Friday, May 16, 2008


One of my closest, dearest, oldest friends is celebrating her birthday today! Let me take a moment to wish her a Happy Birthday J!!!!!!!! In celebration of her 26th birthday, of course, I baked her a birthday cake. I am so enamored by Dorie Greenspans, "Baking: From My Home To Yours" (I mention this book in most of my posts) that I decided to make Dorie's "perfect party cake". This is a recipe I've been wanting to try for quite some time and I know J will love it. It's, er, um, perfect. I have yet to make a cake like this one.
Whenever I think of birthday cake a yellow cake with loads and loads of vanilla and/or chocolate frosting (from the can) with some sort of sprinkles comes to mind. Don't get me wrong, birthday cake like that is absolutely delicious and makes me feel like a kid again but this "perfect party cake" is in another league. This "perfect party cake" takes the cake, no pun intended. It is a more sophisticated classy kind of birthday cake suitable for the elderly; and by elderly, I mean 21+(or something).  Anyway, this cake has very interesting twists to it. The actual cake is very light and fluffy with various intimations of lemon while the filling consists of the silkiest, smoothest lemon buttercream atop red raspberry preserves.  The entire cake is then doused in buttercream and topped off with sweetened coconut. Seriously, this was awesome and so divergent. It was a pretty big project to take on  but it was well worth it. 
Sorry J, but I had to cut a slice so that I could take a picture and post! OK, OK, maybe I had other incentive to cut it at 11:30pm last night (think: taste test). HAPPY BIRTHDAY XOXO

The Perfect Party Cake
from Dorie Greenspan

For the Cake:
2 ½ cups cake flour
1 tablespoon baking powder
½ teaspoon salt
1 ¼ cups buttermilk
4 large egg whites
1 ½ cups sugar
2 teaspoons grated lemon zest
1 stick (8 tablespoons or 4 ounces) unsalted butter, at room temperature
½ teaspoon pure lemon extract

For the Buttercream:
1 cup sugar
4 large egg whites
3 sticks (12 ounces) unsalted butter, at room temperature
¼ cup fresh lemon juice (from 2 large lemons)
1 teaspoon pure vanilla extract

For Finishing:
2/3 cup fig preserves
About 1 ½ cups crushed walnuts

Getting Ready
Centre a rack in the oven and preheat the oven to 350 degrees F. Butter two 9 x 2 inch round cake pans and line the bottom of each pan with a round of buttered parchment or wax paper. Put the pans on a baking sheet.

To Make the Cake:
Sift together the flour, baking powder and salt. Whisk together the milk and egg whites in a medium bowl. Put the sugar and lemon zest in a mixer bowl or another large bowl and rub them together with your fingers until the sugar is moist and fragrant. Add the butter and working with the paddle or whisk attachment, or with a hand mixer, beat at medium speed for a full 3 minutes, until the butter and sugar are very light. Beat in the extract, then add one third of the flour mixture, still beating on medium speed. Beat in half of the milk-egg mixture, then beat in half of the remaining dry ingredients until incorporated. Add the rest of the milk and eggs beating until the batter is homogeneous, then add the last of the dry ingredients. Finally, give the batter a good 2- minute beating to ensure that it is thoroughly mixed and well aerated. Divide the batter between the two pans and smooth the tops with a rubber spatula. Bake for 30-35 minutes, or until the cakes are well risen and springy to the touch – a thin knife inserted into the centers should come out clean. Transfer the cakes to cooling racks and cool for about 5 minutes, then run a knife around the sides of the cakes, unfold them and peel off the paper liners. Invert and cool to room temperature, right side up (the cooled cake layers can be wrapped airtight and stored at room temperature overnight or frozen for up to two months).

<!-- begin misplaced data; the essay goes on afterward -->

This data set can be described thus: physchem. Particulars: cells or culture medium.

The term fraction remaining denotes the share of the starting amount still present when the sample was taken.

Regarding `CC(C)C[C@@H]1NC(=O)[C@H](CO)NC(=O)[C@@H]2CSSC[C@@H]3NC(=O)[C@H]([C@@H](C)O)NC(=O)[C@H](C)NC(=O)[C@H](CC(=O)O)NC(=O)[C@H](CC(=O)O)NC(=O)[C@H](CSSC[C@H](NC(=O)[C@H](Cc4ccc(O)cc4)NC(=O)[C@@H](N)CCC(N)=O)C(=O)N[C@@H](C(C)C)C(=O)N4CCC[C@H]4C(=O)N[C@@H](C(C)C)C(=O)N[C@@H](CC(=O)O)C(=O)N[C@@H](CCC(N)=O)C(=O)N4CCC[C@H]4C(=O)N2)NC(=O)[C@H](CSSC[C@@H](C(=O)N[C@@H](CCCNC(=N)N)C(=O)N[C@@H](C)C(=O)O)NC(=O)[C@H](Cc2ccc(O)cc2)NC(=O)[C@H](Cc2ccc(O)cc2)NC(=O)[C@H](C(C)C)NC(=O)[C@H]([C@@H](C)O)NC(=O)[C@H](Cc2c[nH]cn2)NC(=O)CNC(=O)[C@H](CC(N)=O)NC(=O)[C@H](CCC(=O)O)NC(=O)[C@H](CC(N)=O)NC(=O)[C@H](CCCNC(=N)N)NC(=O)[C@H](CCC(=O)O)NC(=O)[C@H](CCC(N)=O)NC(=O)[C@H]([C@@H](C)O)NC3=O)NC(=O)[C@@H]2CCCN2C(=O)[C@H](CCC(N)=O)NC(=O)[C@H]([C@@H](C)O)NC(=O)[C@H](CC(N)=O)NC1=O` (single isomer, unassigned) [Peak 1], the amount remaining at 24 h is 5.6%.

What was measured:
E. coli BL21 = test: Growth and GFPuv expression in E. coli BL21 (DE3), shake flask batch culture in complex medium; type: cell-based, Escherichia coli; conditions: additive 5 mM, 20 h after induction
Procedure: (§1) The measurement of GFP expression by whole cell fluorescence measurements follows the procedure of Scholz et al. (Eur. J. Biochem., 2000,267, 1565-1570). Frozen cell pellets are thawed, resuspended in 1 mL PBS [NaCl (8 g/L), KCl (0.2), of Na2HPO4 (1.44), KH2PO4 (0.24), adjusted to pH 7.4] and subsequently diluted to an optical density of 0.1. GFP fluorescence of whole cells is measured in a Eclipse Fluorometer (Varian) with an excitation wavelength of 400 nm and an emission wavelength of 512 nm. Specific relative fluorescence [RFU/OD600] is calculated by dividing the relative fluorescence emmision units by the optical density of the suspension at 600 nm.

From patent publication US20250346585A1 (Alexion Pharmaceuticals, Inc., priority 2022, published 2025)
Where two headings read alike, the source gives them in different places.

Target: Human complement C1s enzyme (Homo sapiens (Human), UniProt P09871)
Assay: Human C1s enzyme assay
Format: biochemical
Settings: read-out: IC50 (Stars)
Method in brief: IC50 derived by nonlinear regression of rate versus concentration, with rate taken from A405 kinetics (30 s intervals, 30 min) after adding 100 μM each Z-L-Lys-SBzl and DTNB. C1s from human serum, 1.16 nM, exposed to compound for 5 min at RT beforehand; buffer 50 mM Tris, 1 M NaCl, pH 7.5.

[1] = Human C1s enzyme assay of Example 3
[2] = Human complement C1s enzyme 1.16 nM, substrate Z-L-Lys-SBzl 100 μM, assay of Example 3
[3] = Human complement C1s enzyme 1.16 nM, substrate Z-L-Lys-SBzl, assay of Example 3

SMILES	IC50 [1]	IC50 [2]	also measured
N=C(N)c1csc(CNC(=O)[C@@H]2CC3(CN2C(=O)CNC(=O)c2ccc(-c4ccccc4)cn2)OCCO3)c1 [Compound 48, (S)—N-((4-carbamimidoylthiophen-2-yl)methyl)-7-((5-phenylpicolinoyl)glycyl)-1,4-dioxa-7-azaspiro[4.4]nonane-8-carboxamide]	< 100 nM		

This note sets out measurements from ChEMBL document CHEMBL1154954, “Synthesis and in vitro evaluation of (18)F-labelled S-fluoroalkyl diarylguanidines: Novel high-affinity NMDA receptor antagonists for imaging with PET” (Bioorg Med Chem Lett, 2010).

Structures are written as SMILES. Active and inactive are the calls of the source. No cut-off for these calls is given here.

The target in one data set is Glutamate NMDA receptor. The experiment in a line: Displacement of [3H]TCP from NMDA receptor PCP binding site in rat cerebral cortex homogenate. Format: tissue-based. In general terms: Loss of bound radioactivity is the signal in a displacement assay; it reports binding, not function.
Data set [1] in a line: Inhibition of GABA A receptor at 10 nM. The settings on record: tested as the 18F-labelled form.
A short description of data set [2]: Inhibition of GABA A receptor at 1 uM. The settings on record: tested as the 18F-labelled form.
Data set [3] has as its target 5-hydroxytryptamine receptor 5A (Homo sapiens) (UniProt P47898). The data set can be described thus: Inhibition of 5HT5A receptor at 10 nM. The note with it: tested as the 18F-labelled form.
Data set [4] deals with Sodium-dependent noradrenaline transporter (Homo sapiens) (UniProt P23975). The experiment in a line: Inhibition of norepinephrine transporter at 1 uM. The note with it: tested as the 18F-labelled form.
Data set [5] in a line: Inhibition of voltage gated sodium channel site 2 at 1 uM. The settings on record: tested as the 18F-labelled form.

To Make the Buttercream:
Put the sugar and egg whites in a mixer bowl or another large heatproof bowl, fit the bowl over a plan of simmering water and whisk constantly, keeping the mixture over the heat, until it feels hot to the touch, about 3 minutes. The sugar should be dissolved, and the mixture will look like shiny marshmallow cream. Remove the bowl from the heat. Working with the whisk attachment or with a hand mixer, beat the meringue on medium speed until it is cool, about 5 minutes. Switch to the paddle attachment if you have one, and add the butter a stick at a time, beating until smooth. Once all the butter is in, beat in the buttercream on medium-high speed until it is thick and very smooth, 6-10 minutes. During this time the buttercream may curdle or separate – just keep beating and it will come together again. On medium speed, gradually beat in the lemon juice, waiting until each addition is absorbed before adding more, and then the vanilla. You should have a shiny smooth, velvety, pristine white buttercream. Press a piece of plastic against the surface of the buttercream and set aside briefly.

To Assemble the Cake:
Using a sharp serrated knife and a gentle sawing motion, slice each layer horizontally in half. Put one layer cut side up on a cardboard cake round or a cake plate protected by strips of wax or parchment paper. Spread it with one third of the preserves. Cover the jam evenly with about one quarter of the buttercream. Top with another layer, spread with preserves and buttercream and then do the same with a third layer (you’ll have used all the jam and have buttercream leftover). Place the last layer cut side down on top of the cake and use the remaining buttercream to frost the sides and top. Press the coconut into the frosting, patting it gently all over the sides and top.

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